By Toya Richards Hill
A new program at Louisville Presbyterian Theological Seminary will allow students to more fully understand all aspects of the black church, utilizing the wealth of knowledge available from faculty whose scholarship includes the black church perspective.
The Seminary will launch the Black Church Studies Program in the fall with an inaugural cohort. The program, the first of its kind at a seminary in the region, will offer three tracks of study – a certificate program for students not enrolled in a degree program; a concentration in the Master of Divinity and Master of Arts (Religion) degree programs; and a concentration in the Doctor of Ministry degree program.
“This has been a long-term and deep-seated vision that has been present in the Seminary for a number of years,” said the Dr. Dean K. Thompson, Louisville Seminary president.
“Louisville Seminary has had an ongoing vision for bringing diverse disciples of Jesus Christ to the table of dialogue, unity, learning, social justice, and work for the common good,” he said.
Central to the program will be the Seminary faculty and staff who will oversee and facilitate things. The Rev. Lewis Brogdon will serve as Director of the program. He will share those duties with ones he already fulfills as Associate Director of Recruitment and Admissions for Louisville Seminary.
Pivotal also are the Dean of Students The Rev. Kilen Gray (MDiv ‘02) and those who who will become part of the Black Church Studies Program teaching faculty: The Rev. Dr. Scott C. Williamson, the Robert H. Walkup Professor of Theological Ethics; The Rev. Dr. Johnny B. Hill, Assistant Professor of Theology; The Rev. Dr. Debra J. Mumford, the Frank H. Caldwell Assistant Professor of Homiletics; The Rev. Dr. Elizabeth Johnson Walker, Associate Professor of Pastoral Care and Counseling; The Rev. Dr. Cláudio Carvalhaes, Assistant Professor of Worship and Preaching; and The Rev. Dr. Dianne Reistroffer, Professor of Ministry, Director of Methodist Studies, and Interim Director of Field Education.
“We are claiming and utilizing the marvelous human resources that we have built up,” Thompson said. “We, by design and intentionality, have built a creative cadre of racial-ethnic scholars and leaders and administrators who have the desire and the means to carry this out.”
Williamson, one of three Louisville Seminary professors who first talked about the program in early 2000, said the hope was that the Seminary be a place where African American students “could not only survive, but thrive,” and that it be an institution where African American faculty also could flourish.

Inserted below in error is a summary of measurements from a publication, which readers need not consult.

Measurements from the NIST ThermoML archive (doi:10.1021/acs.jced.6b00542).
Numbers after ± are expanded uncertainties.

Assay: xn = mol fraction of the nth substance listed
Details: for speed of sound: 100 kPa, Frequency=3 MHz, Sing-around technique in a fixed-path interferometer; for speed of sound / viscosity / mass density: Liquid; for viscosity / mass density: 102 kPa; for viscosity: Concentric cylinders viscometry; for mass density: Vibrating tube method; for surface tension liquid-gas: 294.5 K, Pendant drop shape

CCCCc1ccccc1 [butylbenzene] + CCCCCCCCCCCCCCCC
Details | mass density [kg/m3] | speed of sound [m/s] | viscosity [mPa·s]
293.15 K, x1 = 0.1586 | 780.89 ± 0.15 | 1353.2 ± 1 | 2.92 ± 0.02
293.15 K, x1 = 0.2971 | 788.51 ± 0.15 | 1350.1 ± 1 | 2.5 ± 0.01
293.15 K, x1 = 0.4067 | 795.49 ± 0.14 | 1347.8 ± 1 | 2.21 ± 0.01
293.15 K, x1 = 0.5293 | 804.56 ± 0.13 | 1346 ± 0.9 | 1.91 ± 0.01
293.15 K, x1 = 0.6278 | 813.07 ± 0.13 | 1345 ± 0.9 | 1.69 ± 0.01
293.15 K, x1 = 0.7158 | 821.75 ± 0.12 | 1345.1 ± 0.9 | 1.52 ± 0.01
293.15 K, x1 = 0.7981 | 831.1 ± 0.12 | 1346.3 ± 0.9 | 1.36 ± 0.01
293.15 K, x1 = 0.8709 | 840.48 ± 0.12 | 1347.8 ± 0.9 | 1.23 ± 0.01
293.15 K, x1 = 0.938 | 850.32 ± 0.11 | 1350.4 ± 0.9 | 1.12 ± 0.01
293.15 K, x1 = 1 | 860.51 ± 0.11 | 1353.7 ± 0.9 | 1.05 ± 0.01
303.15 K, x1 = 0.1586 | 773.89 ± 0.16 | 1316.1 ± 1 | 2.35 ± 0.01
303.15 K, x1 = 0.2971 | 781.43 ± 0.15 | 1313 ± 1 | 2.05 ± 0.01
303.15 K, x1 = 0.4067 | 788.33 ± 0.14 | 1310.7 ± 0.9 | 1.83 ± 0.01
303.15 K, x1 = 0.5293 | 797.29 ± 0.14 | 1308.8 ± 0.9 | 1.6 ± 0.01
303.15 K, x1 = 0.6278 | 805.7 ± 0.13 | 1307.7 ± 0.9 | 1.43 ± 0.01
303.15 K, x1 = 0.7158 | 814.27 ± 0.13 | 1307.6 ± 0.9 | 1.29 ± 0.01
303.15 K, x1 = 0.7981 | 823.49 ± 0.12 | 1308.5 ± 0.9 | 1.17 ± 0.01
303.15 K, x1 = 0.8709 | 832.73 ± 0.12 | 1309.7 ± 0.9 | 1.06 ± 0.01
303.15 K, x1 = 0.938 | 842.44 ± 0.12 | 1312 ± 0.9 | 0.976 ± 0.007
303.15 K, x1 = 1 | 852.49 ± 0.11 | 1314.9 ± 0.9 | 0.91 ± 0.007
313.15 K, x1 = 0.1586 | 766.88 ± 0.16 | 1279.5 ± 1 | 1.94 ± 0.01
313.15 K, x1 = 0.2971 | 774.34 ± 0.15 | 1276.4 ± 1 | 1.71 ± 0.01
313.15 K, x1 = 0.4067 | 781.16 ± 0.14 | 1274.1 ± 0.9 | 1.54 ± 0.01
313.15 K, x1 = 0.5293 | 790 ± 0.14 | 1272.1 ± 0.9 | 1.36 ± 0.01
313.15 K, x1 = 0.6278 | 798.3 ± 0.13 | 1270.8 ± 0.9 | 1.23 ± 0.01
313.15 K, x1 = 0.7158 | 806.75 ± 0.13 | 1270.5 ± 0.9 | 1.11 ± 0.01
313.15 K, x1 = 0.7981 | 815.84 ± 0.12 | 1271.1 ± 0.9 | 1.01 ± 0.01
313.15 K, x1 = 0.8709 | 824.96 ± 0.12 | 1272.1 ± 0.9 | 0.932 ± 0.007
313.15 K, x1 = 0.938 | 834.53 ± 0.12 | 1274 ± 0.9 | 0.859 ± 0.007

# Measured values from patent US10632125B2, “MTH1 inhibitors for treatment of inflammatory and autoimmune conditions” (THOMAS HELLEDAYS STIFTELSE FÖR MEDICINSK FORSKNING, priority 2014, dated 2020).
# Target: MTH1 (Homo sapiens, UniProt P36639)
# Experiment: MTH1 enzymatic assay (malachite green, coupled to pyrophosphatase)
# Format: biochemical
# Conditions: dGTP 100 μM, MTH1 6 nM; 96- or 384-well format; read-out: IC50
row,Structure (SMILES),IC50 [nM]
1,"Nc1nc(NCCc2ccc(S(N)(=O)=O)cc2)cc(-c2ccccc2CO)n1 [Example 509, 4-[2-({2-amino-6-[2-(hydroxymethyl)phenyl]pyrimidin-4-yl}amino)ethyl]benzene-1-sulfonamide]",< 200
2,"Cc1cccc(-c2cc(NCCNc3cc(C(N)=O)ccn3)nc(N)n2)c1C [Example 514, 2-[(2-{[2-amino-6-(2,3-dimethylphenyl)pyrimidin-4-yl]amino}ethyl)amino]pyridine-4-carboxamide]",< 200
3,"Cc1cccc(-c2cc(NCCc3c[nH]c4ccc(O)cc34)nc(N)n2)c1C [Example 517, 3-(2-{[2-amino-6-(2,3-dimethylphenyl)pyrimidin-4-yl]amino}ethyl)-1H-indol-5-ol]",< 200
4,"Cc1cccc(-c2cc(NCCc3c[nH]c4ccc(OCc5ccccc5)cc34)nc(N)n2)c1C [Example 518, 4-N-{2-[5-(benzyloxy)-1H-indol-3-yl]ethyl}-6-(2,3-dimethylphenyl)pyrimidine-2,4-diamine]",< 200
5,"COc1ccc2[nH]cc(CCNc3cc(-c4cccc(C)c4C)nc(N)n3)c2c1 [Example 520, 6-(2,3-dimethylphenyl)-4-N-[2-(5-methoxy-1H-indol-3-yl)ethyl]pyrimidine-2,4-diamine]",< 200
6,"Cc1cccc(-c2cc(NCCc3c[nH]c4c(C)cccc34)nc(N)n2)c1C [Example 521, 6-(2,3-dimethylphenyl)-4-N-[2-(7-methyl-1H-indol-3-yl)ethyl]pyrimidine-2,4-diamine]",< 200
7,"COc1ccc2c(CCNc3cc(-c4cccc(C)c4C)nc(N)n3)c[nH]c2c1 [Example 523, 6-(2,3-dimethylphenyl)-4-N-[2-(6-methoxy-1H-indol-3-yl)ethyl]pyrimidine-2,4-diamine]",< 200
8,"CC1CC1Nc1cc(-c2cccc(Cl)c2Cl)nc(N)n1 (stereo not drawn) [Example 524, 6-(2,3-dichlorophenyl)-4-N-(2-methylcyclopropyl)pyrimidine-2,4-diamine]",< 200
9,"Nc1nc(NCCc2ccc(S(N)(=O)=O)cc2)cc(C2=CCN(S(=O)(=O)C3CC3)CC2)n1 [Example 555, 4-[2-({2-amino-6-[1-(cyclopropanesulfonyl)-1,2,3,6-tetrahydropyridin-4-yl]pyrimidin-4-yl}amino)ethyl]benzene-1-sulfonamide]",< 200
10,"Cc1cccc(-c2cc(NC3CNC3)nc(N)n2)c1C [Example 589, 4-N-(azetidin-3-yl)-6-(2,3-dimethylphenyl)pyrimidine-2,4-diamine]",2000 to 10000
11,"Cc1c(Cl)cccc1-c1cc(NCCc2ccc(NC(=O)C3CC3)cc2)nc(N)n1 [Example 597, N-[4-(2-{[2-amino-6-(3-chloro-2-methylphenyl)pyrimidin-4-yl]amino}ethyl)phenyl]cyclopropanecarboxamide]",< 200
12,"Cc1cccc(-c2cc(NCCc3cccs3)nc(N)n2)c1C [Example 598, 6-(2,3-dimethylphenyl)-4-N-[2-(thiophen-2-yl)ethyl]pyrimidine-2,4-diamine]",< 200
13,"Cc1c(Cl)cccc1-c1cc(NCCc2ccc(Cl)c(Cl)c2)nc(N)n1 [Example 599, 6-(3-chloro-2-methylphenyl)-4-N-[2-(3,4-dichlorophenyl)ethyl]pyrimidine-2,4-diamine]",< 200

“We really wanted to see more diversity, generally,” he said. Additionally, “we did not just want a certificate program in black church studies. We really wanted a program that would be integrated into the curriculum.”
Brogdon said among the offerings included in the certificate program, which will span two years, are new courses such as black church studies, black theology, and professional ethics. New courses, which are still in development, also will be offered for the concentration in the Doctor of Ministry degree program.
Classes currently available will make up the concentration in the Master of Divinity and Master of Arts (Religion) degree programs.
Williamson said the program will focus on the most current practices. The focal point will be on “what is the cutting edge, where is the need, and how are we meeting those needs.”
“We are training for the 21st century church,” he added.
When students come for theological education it’s important “that they be instructed in the language of their tradition,” said Brogdon, who earned his Master of Divinity degree at Louisville Seminary in 2005. “This program gives us … another opportunity to give students the tools they need for their particular tradition.”
The program also will enable Louisville Seminary to develop a niche in this particular area of theological study, and serve those both inside and outside of Seminary degree programs who are seeking more in-depth knowledge, he said.
“It’s a way to network extensively with the more than 200 African American congregations here in the city,” Brogdon said. “There have been multiple congregations who have expressed interest.”
As part of his recruiting and admissions responsibilities, Brogdon also has built a relationship with the region’s various historically black colleges and universities, where there might be students interested in pursuing graduate coursework in Black Church Studies.
People will come out of this program understanding the black church tradition, understanding the challenges that are pressing the African-American community, and having the “tools and strategies and skills to be able to meet some of those challenges,” he said.
Professor Walker, who has spent time in her career in active ministry, said she fully supports the program and understands first-hand the value it holds.
As a pastor, “my own knowledge of black studies and the African American tradition was helpful to me in having a sensitivity about worship and the value of worship … in the African American community,” she said.
“Without paying particular attention to the development of African American people in this country since slavery … it is very difficult to have a sensitivity to the kinds of nuances … that are present in the black community,” Walker added.
For information regarding admission into the new Black Church Studies program, please contact Rev. Lewis Brogdon, 800.264.1839 or 502.895.3411, ext. 374, or email: firstname.lastname@example.org.